It’s taken three years, five revisions and a list of rejections as long as Donald Trump’s comb over, but at long last Turn Left at Lenin’s Statue is here – or, rather, on Amazon. Here’s a little bit of a description of what you can find, carefully crafted to read like a fireside chat (you can almost hear the log crackling in the background).
So, what is this book about?
Let’s start with a disappointment. It’s not a description of how a car GPS’ instruction would be sounding like in a world where the USSR never collapsed. What it is, instead, is a tribute to Central Asia. Half travelogue and half chronicle, Turn Left follows my journeys through the lands stretching between the Caspian Sea and the Taklamakan Desert. It tells the stories of those who lived – and live – there: from Alexander the Great to long distance truckers, my purpose with this book has been to describe ‘what it means’ to be Central Asian.
Why did you write it?
Delusions of grandeur aside, the idea of writing Turn Left matured with time. I’ve been fascinated with this land ever since I could remember, even though it took about 30 years before I finally landed there, on a snowy day in Almaty. That first visit triggered another and then another and so on, unveiling a reality that was a lot more complex and intriguing than the post-Soviet drivel I expected to find. Eventually, all these stories coalesced into a single mission, which is also the ‘spine’, if you will, of the book: to describe this region through the stories of its peoples. To try and tell what it means to be Kazakh, Kyrgyz, Uyghur and so on by letting the people describe their own realities, adding my experiences but without shoehorning my views into theirs.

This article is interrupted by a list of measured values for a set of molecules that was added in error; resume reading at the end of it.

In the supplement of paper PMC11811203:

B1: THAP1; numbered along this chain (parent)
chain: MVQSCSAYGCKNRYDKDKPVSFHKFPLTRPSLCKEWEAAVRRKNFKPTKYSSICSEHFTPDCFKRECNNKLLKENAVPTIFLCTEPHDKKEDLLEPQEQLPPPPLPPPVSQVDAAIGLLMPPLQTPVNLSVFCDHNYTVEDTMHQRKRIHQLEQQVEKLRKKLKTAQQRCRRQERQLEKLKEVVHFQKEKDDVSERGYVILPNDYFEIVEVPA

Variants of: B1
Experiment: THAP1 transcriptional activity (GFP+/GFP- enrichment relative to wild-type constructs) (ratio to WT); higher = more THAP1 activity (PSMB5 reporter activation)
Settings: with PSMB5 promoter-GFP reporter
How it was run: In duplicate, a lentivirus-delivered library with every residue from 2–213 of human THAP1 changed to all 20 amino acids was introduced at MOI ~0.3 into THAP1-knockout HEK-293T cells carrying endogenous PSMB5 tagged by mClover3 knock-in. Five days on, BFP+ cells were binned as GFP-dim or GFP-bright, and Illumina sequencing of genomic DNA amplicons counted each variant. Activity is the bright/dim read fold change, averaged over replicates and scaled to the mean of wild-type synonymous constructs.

Why should I read this instead of, say, Eat Pray Love?
To each his, or her, own I guess. But if you want to read something about relatively unknown places – and let’s face it, Tajikistan ain’t exactly Bali – and different peoples rather than the usual me-me-me that infests our lives, then this could be a good option. Plus, it’s got camels, archery, Uzbek footballers and goats. Lots of goats.
Where did you go?
The book documents a long series of rambles, a haphazard tour describing a loop with both ends in Almaty, a lovely city tucked away in the bottom right-hand corner of Kazakhstan. Inbetween are chapters dedicated to the Aral Sea, Bukhara, the Pamirs, Kyrgyzstan and Xinjiang: anywhere opportunities, world politics and interesting stories steered me.
What’s the main message of the book?
Turn Left wants to be a rebuke of today’s tendency to reduce everything to caricature, to a strapline, to a 280-character summary. Central Asia is particularly prone to this, being alternatively described as a swamp of dictatorship, a hotbed of terrorism or a dystopian hell-hole. All of that can be true, as well as it’s true that Central Asia is where I found genuine warmth, true hospitality and selfless generosity. To cut the story short, the one message that Turn Left wants to convey is that reality is a lot more complicated than it seems and that’s not only fine: it’s what makes the world interesting.
One last question: what happens when you turn left at Lenin’s statue?
Well, a lot of things! But, jokes aside, you end up in a dusty courtyard with a dog, an abandoned Russian car and a great view over the Pamirs. See here.
Turn Left at Lenin’s Statue is available as paperback and Kindle e-book on Amazon from today.